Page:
Computational protocol: Roles of thermophilic thiosulfate-reducing bacteria and methanogenic archaea in the biocorrosion of oil pipelines

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Protocol publication

[…] The highest dilution MPN tubes in which all three replicates were scored positive for sulfide production and the resulting enrichments that showed electron acceptor loss and sulfide production above controls were chosen for DNA analyses. Five milliliters of each culture was centrifuged for 15 min at 6000 × g. The cell pellet was washed twice in 1 ml of a sterile phosphate-buffered saline (PBS) followed by centrifugation for 3 min at 8000 × g. The final pellet was resuspended in 500 μl of sterile PBS solution and used immediately for DNA extraction or frozen at −20°C.DNA was extracted from 250-μl samples using the PowerSoil DNA Isolation Kit (MOBIO Laboratories). Due to low cell biomass, two sets of tubes per sample were pooled onto one spin filter in order to achieve a higher DNA concentration. The DNA was then extracted from the spin filter into 75 μl sterile molecular biology-grade water (Eppendorf, Hamburg, Germany) and stored at −20°C until needed.The bacterial 16S rRNA gene was amplified using the forward bacterial primer GM5F (5′-CCTACGGGAGGCAGCAG-3′) with a GC clamp (Muyzer et al., ) and the universal reverse primer D907R (5′-CCGTCAATTCCTTTRAGTTT-3′) (Amann et al., ). Archaeal amplification was conducted using the forward primer Arc333 with GC clamp and the reverse primer Arc958R (Struchtemeyer et al., ). Thermal cycling of all PCR reactions was performed with a “touchdown” PCR method (Muyzer et al., ). Denaturing gradient gel electrophoresis (DGGE) was then performed using the PCR-amplified bacterial and archaeal 16S rRNA gene products. The protocol described by Muyzer et al. () was modified by using a 6% polyacrylamide gel and a 40–80% denaturing gradient, and running the gel in 1X Tris-acetate-EDTA (TAE) buffer solution for 16 h at 65 V at a constant 60°C temperature (Muyzer et al., ). The DGGE gels were stained with SYBR Safe and photographed under UV light. Bands of interest were excised and suspended in 30 μl of PCR-grade water; 5 μl of the excised DNA solution was used as template DNA for PCR reactions as described above. The 16S rRNA gene PCR products amplified from the excised DGGE bands were then sequenced at the Oklahoma Medical Research Foundation (Oklahoma City, OK) on an ABI 3730 capillary sequencer using the primers mentioned above.Bacterial 16S rRNA gene clone libraries were prepared from DNA extracted using the PowerSoil DNA Isolation Kit from thiosulfate-using and methanogenic enrichments that had been transferred at least four times. Fragments of nearly full length 16S rRNA gene were generated by PCR amplification using the primers 8F and 1492R (Stackebrandt and Goodfellow, ) and cloned into Escherichia coli using the TOPO TA Cloning Kit for Sequencing (Invitrogen Corp., Carlsbad, CA). Transformed colonies were picked and transferred to 96-well microtiter plates containing Luria-Bertani broth with 25% (v/v) glycerol and 50 μ g·ml−1 kanamycin, and grown overnight at 37°C. Plasmid DNA was purified from the transformed cells and sequenced using the M13F and M13R vector flanking regions as priming sites on an ABI 3730 capillary sequencer (Microgen: Laboratory for Genomics and Bioinformatics, Oklahoma City, OK).The consensus bacterial 16S rRNA gene sequences were obtained using Sequencher version 5.1 (Gene Codes, Ann Arbor, MI). The software package mothur v.1.30.2 (Schloss et al., ) was used to remove vector and chimera sequences, and define operational taxonomic units (OTUs) at a 97% identity level. A sequence representing each OTU was chosen and compared to previously reported 16S rRNA gene sequences using the BLASTN version 2.2.21+ (Zhang et al., ). A naïve Bayesian rRNA classifier (Wang et al., ) based on a 80% confidence threshold available through the RDP was used to assign phylogenetically consistent taxonomy to each representative sequence. Each representative sequence was rescreened to exclude chimeras using Pintail (Ashelford et al., ). Sequences that most closely matched the representative OTU sequence and selected outgroup sequences were aligned with CLUSTALX (version 1.81) (Thompson et al., ). Tree construction was performed using the Neighbor-Joining method (Saitou and Nei, ) with bootstrap values of 70% or greater used to determine each clade based on 1000 replicates (Felsenstein, ). Each of the four bacterial 16S rRNA gene sequence libraries contained between 16 and 21 sequences, for a total of 74 near full-length sequences (approximately 1480 bp). […]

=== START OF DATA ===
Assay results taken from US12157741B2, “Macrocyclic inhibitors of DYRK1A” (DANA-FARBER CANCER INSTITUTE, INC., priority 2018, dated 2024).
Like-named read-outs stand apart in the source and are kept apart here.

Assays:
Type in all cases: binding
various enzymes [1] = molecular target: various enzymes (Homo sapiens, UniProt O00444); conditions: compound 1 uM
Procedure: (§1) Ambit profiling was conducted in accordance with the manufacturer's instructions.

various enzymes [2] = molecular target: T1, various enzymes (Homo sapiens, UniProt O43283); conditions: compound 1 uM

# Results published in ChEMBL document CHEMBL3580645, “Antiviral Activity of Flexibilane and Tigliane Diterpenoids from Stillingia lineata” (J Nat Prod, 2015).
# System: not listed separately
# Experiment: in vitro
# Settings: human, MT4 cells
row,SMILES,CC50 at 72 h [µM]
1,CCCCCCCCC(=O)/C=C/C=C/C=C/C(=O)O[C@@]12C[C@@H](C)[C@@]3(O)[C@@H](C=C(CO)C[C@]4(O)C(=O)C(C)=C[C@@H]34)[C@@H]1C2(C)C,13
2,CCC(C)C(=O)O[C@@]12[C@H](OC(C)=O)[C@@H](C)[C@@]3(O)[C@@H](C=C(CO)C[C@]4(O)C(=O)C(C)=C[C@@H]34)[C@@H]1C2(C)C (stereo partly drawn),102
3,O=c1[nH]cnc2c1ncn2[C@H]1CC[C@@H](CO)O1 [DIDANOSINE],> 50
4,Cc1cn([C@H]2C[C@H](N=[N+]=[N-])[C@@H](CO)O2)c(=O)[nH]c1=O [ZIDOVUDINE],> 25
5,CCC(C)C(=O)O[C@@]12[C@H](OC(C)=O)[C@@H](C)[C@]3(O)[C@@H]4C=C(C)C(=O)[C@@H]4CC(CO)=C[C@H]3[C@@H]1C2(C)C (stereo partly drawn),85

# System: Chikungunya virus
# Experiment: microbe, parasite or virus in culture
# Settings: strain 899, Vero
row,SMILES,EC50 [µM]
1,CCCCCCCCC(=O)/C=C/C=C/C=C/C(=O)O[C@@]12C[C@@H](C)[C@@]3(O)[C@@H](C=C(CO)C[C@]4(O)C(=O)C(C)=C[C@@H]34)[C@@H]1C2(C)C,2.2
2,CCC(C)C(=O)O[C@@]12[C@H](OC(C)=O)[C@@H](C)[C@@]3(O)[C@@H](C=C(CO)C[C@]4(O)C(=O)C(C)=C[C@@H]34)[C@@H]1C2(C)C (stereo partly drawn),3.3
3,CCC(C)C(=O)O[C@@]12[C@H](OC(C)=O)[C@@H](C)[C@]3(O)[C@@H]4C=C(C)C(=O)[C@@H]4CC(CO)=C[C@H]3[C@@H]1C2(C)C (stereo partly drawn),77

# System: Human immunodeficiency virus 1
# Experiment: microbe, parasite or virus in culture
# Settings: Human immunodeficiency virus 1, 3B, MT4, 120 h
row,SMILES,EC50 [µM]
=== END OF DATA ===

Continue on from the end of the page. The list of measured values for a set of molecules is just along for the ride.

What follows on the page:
Pipeline specifications

Software tools Sequencher, mothur, BLASTN, Clustal W
Databases MicroGen
Application 16S rRNA-seq analysis
Organisms Sus scrofa, Saccharomyces cerevisiae, Bacteria, Homo sapiens
Chemicals Carbon, Iron, Sulfur